Not many years later, Elder B. H. Roberts interpreted 2 Nephi 10:10–14 in a manner congruous with his predecessors. “There are many decrees of God concerning America as a choice land,” Roberts wrote in 1909, including “that the land of America (both continents) is consecrated to liberty, and there shall be no kings upon the land ‘who shall rise up unto the Gentiles.'” For Roberts, the fulfillment of his prophecy vindicated the divine calling of Joseph Smith, as this was “a rather bold prediction” to have made in 1830. Anticipating objections to his argument, Roberts emphasized that the “two notable attempts to establish monarchies in the New World by European governments, one in Brazil, the other in Mexico,” did not constitute disproof of his claim, since both attempts ended in failure. After summarizing the relevant history, Roberts concluded,

The foregoing attempts in Brazil and Mexico to found monarchies in the New World cannot properly be regarded as proving the failure of the Book of Mormon prophecy. The monarchies existed for a short time only, and were so precarious while they lasted, and ended so disastrously for those making the attempt to establish them, that they emphasize the force of the prophecy rather than prove its failure. They are as slight exceptions tending to prove a rule. It is not said in the Book of Mormon that attempts would not be made to set up kings, but that such attempts should end disastrously for those making them; and that no kings should be established, that is permanently established, in the new world. Surely no candid mind will read this prophecy and consider all the facts involved in the attempts to establish monarchies in America, but will say that they have ended disastrously, and that this prophecy has been verily fulfilled.10

Precisely the same line of argumentation would be taken up by Nephi Lowell Morris in 1920 and Apostle John A. Widtsoe in 1937.11 Quoting 2 Nephi 10:10–14 and pointing to the downfall of Napoleon and Maximilian’s imperial Mexico (with an approving citation of Roberts), Widtsoe reasoned that “this prophecy has been fulfilled from Alaska on the north to the straits of Magellan in the south continent, the ‘new world,’ under the consecration of God, is blessed with freedom, and republican, not monarchical institutions.” Immediately thereafter Widtsoe reaffirmed the hemispheric scope of this prophecy by including the United States along with Mexico as part of the prophesied “land of liberty.”12

That the prophecies and promises of the Book of Mormon (including specifically 2 Nephi 10:10–14) extended beyond the borders of the United States was affirmed by multiple Church leaders later into the twentieth century. Elder (later President) George Albert Smith in the October 1940 General Conference of the Church, for instance, taught:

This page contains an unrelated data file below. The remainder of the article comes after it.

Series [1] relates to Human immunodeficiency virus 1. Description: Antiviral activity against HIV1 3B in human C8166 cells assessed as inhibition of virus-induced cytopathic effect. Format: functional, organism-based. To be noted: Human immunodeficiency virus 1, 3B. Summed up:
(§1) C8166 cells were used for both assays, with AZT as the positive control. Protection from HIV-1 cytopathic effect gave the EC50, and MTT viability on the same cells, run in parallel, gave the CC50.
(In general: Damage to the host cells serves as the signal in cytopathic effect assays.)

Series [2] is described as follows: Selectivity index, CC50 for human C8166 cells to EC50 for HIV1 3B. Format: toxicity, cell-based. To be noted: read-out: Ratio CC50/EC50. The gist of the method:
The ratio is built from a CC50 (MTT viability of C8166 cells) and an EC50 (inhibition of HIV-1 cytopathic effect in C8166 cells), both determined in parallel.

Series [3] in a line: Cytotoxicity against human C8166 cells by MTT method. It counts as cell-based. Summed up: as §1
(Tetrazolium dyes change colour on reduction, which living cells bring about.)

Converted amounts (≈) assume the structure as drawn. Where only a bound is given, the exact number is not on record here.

I recommend that not only you Latter-day Saints read the Book of Mormon, but that our Father’s other children read it. They will find that it contains, in addition to what the Bible has told us about the world, what the Lord has said about this Western Hemisphere—that this should be a land of liberty unto the Gentiles and that no king should dwell upon this land, but that He, the God of Heaven, would be our King and would fortify this land against all the nations, that this should be a land of peace and happiness, on condition that we would honor the God of this earth, the Father of us all. The factor controlling this promise is that we must keep the commandments of our Heavenly Father or it cannot be realized.13

This was repeated by Elder (later President) Ezra Taft Benson in an area conference in Mexico City, Mexico in the early 1970s. “It should be comforting to all Latter-day Saints that the Lord has given great promises in that sacred volume, the Book of Mormon, promises that should give us comfort and assurance on the condition that we live the gospel. How I wish that every person in my country, in your country [Mexico], in all of the Americas on this entire continent would read the Book of Mormon, and in it the prophetic history of these lands and the clear warnings for the future. Read what Father Lehi said in 2 Nephi 1:6–8. Read what his son Jacob said in 2 Nephi 10:10–14.”14

Finally, President Spencer W. Kimball, speaking at an area conference in Monterey, Mexico, similarly taught:

One of the first efforts of the Prophet Joseph Smith was to take the gospel to the Lamanites. Continuing until now, we have preached the gospel to the Lamanites. There are probably sixty million Lamanites in America. They are all happy for the gospel as it comes to them. . . . In many natural resources, the land of America is rich and will produce abundantly. This is for you, for us, and for all the good people who live upon the land of America. Protection against enemies has been promised. In all the Americas, neither kings nor emperors will combine to take the land. Great promises are given us, if we live the commandments God has given us.15

To summarize, beginning with the earliest readers of the Book of Mormon, the prophecy in 2 Nephi 10:10–14 has, naturally, been applied to the United States, but also to lands throughout the North and South American continents. The blessings promised in this passage have been granted hemispheric scope by multiple Latter-day Saint General Authorities (prophets and apostles) and scriptural exegetes. Book of Mormon Heartlanders, out of loyalty to some bizarre nationalist political ideology, are free to restrict the blessings promised in 2 Nephi 10 to the United States if they please, but in doing so they are rejecting the teachings of the prophets. By continuing to insist that the United States alone “self-evidently” qualifies as the “land of liberty” spoken of in the Book of Mormon, they are, likewise, guilty of attempting to persuade others to disbelieve the prophets.

But the point of this post is not to attempt to refute Heartlanders by some misplaced appeal to authority (as they themselves are fond of doing). Rather, it is to stress that 2 Nephi 10:10–14 can easily be accommodated under a Mesoamerican, South American, or even Hemispheric theory for Book of Mormon geography. In other words, Heartlanders don’t own the interpretation of 2 Nephi 10:10–14, and they certainly don’t own some notion of prophetic precedent or preference for their reading of this passage.